There's a lot of angst about the DigiNotar certificate authority breach, and how the incident may signal the End Of The Web As We Know It. Should IT leaders run for the hills, making sure they have enough guns and ammo? Having worked in private sector information security for a number of years, I formed my own conclusions and then, in the glorious tradition of security practitioners, asked other current experts to knock holes in my theories and offer their own. Here's the scoop.
First, some background. DigiNotar, a Dutch certificate authority (similar to GoDaddy and Verisign), was breached by an attacker some months ago. Users of Google's services found false SSL certificates, meaning that a user could be presented with a fake google.com site and the browser would still give a thumbs up via the "secure, trusted connection" icon. An ensuing investigation found that, naturally, the intruder had issued even more fake certificates, for high-profile organizations such as Mossad and MI-6.
While IT leaders don't necessarily need all the gory details of how the attack happened, it's helpful to review how SSL is supposed to work, and how the attacker likely subverted it. When an SSL session begins, the browser gets a digital certificate from the site. That certificate has a public key to start an encrypted session, much like SSH. But unlike SSH, which asks the user "should I trust the endpoint?", public key infrastructure automates the trust.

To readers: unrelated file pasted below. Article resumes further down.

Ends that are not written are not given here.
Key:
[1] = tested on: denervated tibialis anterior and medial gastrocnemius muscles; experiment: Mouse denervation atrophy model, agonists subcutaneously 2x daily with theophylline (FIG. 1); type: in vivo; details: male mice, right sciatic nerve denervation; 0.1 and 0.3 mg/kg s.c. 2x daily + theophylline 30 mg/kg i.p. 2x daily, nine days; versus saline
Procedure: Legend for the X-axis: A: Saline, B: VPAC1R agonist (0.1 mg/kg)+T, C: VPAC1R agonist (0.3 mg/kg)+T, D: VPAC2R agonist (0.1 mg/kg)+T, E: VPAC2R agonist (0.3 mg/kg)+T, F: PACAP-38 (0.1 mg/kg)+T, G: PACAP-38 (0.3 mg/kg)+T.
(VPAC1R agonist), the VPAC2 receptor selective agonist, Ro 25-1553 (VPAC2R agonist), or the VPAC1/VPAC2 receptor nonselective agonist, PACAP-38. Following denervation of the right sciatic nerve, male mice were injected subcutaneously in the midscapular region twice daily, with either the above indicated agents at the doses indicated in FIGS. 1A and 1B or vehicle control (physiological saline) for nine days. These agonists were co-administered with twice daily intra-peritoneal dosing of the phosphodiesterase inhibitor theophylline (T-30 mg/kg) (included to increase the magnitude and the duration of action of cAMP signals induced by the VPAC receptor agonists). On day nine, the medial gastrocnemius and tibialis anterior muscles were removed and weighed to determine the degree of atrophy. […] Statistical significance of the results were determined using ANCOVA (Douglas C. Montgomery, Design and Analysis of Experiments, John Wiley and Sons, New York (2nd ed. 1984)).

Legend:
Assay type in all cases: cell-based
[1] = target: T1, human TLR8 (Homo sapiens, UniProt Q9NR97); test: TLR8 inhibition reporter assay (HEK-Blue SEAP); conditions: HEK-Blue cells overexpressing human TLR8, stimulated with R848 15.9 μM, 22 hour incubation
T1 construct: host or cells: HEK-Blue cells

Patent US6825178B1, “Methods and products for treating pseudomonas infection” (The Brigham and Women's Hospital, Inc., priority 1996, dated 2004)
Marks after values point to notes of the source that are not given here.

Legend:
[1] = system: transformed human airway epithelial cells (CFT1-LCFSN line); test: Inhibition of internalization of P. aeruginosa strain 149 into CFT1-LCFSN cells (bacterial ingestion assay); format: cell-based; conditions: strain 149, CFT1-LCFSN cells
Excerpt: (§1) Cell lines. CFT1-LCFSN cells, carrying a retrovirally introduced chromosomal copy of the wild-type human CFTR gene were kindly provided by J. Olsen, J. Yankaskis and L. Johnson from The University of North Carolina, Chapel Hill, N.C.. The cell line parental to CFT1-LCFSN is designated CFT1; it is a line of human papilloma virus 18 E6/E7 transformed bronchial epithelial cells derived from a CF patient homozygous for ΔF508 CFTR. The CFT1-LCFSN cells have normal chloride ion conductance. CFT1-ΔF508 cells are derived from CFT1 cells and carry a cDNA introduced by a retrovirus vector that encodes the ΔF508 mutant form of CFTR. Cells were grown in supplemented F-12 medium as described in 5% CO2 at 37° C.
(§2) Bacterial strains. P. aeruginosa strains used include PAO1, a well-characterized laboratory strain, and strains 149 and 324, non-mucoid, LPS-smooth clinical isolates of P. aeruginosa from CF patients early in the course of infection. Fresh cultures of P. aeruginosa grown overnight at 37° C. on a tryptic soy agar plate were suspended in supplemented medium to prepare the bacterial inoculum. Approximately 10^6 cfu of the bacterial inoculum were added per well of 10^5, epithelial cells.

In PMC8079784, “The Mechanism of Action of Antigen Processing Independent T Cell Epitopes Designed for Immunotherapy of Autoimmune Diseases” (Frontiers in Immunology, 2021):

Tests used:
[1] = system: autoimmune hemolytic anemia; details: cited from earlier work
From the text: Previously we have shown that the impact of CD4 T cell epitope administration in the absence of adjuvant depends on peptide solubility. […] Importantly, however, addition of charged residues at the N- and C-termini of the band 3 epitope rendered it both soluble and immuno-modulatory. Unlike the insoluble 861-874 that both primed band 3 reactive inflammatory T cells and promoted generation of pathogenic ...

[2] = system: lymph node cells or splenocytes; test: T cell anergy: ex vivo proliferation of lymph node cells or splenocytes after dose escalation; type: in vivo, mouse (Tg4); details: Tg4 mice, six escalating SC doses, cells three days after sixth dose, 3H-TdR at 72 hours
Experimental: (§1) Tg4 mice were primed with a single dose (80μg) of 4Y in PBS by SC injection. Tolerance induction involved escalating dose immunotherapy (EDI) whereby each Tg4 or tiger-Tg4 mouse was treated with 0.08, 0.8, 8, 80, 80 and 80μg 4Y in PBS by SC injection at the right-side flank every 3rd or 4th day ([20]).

That certificate is signed by the certificate authority, meaning that the certificate is trusted. For many CAs, the certificate (with an associated public key) is built into the browser's certificate store. So it's easy for the browser to verify that signature.
MSNBC said yesterday that cracked digital certificates endanger the "web of trust." But is there a web of trust? Not according to Mike Fratto, editor of InformationWeek's sister site NWC.com and a long-time security expert. "This is not PGP," Fratto says. "A PKI is a tree and all trust runs down a single path from the root to the leaf. A website certificate isn't trusted if it is poorly formatted, doesn't have a public key, the signing CA or self-signed cert isn't already known, the name is different from the URL, or the browser date is outside the validity period." But web of trust? Not so much.
So how did the attack happen? Well, the attacker couldn't hack a site's existing certificate (like one for bankofamerica.com) because the certificate authority doesn't have the site's private key. But after compromising a trusted CA like DigiNotar, the attacker could create a new certificate for that site. That still doesn't seem to do any good--the DNS isn't pointing toward that site, is it?
According to Michael A. Davis, CEO of Savid Technologies and author of "Hacking Exposed," someone who hacks a CA could easily take the following steps:
-- Create a new private/public key for a website (such as the aforementioned bankofamerica.com), and use the CA's own tools and keys to digitally sign it as a trusted certificate so that a user's browser will trust it.
-- Hack or build a Web server masquerading as the target site (bankofamerica.com) and put the new certificate and key on that server.
-- Take steps to compromise the DNS so that users are redirected to the new, fake site instead of the real bankofamerica.com.